I can feel it in today’s lesson from the 9th chapter of Mark’s Gospel.
As Jesus and his disciples pass through Galilee, he attempts to do so quietly, because he wants to tell the disciples something important. He needs to tell them what is going to happen to him — that he will…
be betrayed into human hands, and they will kill him, and three days after being killed, he will rise again
This prophecy, it is clear, is quite important to Jesus — it is a painful truth that only he can tell them, and it seems to take a lot out of him to tell it. He arranges their journey around his need for privacy, as he opens himself to them in a vulnerable way.
But they don’t get it.
Not only do they lack understanding — they are also afraid to ask him — their teacher — to explain…
Jesus has carefully created the setting to make a connection — t communicate a difficult truth
but those close to him do not understand him.
They are afraid of him.
At the heart of this story is kind of pain. The pain of an intimate moment that is lost. A connection that has gone awry.
During the one spring that my mother lived with me as my father’s widow, we would take daily walks in the quiet residential streets behind my house. On one of these walks she broke a long silence with these words:
“Dad’s still with me,” she said. “This grief is my new way of loving him.”
And in her way, my mother, in her last years, gave me just such an unexpected gift – a new way to love. I was her healthcare advocate, later as her caretaker and finally as her nurse. If my father’s abrupt death was a seismic event, my mother’s decline was a gradual transition—a time, tutored by the deep, knowing silences of loss. Her care became the ritual of my days—an intimacy with its built-in rhythms: the trips to the pharmacy, the making of meals, the morning walk, the bathing, and the timing of the endless pills. All this careful attention, supported by an abiding love gave those days a liturgical quality – as if, in serving my mother, I was serving something else also – something essential and beautiful that was hiding within these everyday acts.
It was at this time that I began going to church — at first just to accompany my mother. Soon I was drawn to the community and realized, almost in spite of myself, that my spirit was being nourished in new and unexpected ways. My new community was an improbable group of friends and spiritual colleagues – many of them considerably older and from very different socio-economic and cultural backgrounds. And yet friends and spiritual colleagues they undoubtedly became. Community was a simple but powerful balm during my time of grief – a grief that deepened when my mother died.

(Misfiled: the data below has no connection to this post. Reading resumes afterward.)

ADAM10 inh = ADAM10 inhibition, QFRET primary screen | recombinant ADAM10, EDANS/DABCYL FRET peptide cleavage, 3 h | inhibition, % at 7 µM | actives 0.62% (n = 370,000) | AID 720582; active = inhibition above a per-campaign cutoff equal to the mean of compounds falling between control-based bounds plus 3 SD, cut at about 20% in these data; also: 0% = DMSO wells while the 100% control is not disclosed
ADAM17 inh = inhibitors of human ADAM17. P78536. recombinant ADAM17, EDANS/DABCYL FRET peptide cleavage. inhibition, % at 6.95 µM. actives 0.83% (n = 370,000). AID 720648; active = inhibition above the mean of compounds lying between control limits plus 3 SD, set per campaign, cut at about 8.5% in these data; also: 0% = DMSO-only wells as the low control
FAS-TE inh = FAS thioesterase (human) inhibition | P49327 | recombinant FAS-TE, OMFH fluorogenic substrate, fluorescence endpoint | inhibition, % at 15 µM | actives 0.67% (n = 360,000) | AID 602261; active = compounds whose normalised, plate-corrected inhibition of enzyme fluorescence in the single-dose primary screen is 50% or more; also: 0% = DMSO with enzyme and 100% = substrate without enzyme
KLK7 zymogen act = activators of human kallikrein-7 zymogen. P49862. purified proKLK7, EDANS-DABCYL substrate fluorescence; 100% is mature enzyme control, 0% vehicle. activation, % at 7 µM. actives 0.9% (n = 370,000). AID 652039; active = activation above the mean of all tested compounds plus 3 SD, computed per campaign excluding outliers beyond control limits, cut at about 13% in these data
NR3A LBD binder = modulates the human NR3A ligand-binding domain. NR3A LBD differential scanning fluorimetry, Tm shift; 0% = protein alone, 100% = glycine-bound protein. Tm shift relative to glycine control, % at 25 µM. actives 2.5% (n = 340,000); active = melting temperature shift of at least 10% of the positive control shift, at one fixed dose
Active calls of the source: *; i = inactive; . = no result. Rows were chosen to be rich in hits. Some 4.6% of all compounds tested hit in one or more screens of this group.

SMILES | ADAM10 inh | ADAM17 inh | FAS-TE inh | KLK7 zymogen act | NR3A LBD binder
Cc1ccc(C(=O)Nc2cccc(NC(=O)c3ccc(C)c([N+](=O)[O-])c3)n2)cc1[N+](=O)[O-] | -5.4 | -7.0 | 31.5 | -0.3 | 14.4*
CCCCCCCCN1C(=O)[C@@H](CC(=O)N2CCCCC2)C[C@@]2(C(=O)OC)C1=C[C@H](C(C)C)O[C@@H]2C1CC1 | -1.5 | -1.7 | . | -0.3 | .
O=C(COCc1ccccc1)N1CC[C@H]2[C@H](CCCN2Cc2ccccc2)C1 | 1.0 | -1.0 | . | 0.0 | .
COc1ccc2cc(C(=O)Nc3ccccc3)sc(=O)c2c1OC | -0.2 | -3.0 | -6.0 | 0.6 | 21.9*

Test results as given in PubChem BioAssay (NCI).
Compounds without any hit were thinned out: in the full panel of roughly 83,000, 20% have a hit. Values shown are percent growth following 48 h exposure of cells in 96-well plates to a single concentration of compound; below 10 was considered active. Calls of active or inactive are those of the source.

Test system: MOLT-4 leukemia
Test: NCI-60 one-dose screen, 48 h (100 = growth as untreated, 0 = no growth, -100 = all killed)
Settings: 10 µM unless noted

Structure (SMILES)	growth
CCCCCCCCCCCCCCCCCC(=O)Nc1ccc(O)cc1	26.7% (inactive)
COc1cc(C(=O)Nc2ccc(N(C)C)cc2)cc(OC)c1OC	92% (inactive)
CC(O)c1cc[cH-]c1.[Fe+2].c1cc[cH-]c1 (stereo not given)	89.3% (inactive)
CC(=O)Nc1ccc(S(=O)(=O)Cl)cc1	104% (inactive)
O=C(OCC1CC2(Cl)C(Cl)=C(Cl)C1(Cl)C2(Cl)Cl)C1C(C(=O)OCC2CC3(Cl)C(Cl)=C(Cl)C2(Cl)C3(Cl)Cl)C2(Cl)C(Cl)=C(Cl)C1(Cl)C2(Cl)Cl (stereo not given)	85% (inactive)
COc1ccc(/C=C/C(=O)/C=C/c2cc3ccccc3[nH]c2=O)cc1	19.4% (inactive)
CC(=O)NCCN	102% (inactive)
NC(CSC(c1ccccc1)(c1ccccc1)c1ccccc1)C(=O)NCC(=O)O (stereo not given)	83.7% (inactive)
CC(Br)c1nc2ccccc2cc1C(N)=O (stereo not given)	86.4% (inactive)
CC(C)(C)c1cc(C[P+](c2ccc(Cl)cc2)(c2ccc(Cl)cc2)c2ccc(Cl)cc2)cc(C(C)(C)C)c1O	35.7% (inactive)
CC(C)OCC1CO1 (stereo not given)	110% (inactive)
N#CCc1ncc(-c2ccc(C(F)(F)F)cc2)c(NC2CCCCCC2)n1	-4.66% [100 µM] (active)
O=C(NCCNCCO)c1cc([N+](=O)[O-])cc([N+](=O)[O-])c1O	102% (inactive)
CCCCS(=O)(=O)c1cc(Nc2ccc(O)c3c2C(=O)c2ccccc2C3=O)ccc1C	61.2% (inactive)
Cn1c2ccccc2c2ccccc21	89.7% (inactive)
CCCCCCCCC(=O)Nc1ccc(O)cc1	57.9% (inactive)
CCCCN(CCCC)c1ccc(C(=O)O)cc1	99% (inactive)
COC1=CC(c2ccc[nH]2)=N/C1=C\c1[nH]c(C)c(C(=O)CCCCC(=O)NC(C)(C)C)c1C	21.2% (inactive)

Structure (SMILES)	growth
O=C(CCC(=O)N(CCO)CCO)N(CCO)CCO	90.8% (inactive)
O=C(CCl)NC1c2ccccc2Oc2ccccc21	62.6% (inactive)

At the heart of this story is the beauty of connection. A connection that overcomes all — even death.
When Jesus and his disciples arrived in Capernaum, Jesus asked the disciples what they were talking about along the way.
Again, they fear him.
They are ashamed.
They don’t want to admit that they were selfishly debating which of them was the greatest.
But Jesus knew what they had been talking about.
““Whoever wants to be first, he says, must be last of all and servant of all.”
Then he took a little child and put it among them; and taking it in his arms, he said to them, “Whoever welcomes one such child in my name welcomes me, and whoever welcomes me welcomes not me but the one who sent me.”
Jesus did not say “be like this child.”
He said “welcome this child.”
Make a connection.
When you make a connection, you come close to Jesus, and when you come close to Jesus, you come close to God.
Jesus teaches the spiritual journey of connection.
And so, Christianity is a religion that comes most fully to life in connection.
Ours is the spiritual journey that takes place in-community.
I often hear young people say that they are “spiritual but not religious.”
What do they mean?
Perhaps they have felt some stirrings, like those I felt at that spring in the mountains of Sri Lanka, and they have come to believe that this is al they need.
Why bother with church if you can make a connection to the eternal without all fuss of and trouble of being in community?
When they reached Capernaum, Jesus insisted. In the second part of today’s gospel story — Jesus insisted that connection is at the core of salvation.
And that my friends, is why I am standing here with you in this parking lot this morning.
I may have a shaved head, but I’m not wearing a saffron robe.
I do not throw away the wisdom of the Buddha, and his renunciation.
But I, like Jesus, insist that religion, at its core is about connection.